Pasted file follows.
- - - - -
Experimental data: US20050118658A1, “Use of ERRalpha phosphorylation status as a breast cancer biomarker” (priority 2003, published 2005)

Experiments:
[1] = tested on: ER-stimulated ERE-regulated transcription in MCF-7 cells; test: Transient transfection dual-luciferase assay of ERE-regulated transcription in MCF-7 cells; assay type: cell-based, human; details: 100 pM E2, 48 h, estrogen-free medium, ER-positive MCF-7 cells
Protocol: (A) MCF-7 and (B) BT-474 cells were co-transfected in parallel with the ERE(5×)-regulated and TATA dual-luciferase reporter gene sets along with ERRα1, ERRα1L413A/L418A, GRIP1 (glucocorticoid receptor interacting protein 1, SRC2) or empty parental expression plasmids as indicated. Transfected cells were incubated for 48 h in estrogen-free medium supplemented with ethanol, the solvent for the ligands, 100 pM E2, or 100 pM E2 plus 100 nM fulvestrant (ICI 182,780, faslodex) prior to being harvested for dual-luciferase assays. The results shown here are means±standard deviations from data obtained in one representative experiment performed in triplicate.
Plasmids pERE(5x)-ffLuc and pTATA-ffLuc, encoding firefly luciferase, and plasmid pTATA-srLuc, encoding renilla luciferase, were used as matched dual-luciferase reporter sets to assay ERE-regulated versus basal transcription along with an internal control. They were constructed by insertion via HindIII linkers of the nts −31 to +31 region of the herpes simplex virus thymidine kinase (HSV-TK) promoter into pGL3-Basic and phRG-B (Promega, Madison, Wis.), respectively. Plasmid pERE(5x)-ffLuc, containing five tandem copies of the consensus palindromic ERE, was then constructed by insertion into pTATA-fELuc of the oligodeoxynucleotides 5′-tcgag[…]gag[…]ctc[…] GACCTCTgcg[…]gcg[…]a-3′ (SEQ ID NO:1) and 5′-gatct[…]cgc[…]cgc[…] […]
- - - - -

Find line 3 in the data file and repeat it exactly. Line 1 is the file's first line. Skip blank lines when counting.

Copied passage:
[1] = tested on: ER-stimulated ERE-regulated transcription in MCF-7 cells; test: Transient transfection dual-luciferase assay of ERE-regulated transcription in MCF-7 cells; assay type: cell-based, human; details: 100 pM E2, 48 h, estrogen-free medium, ER-positive MCF-7 cells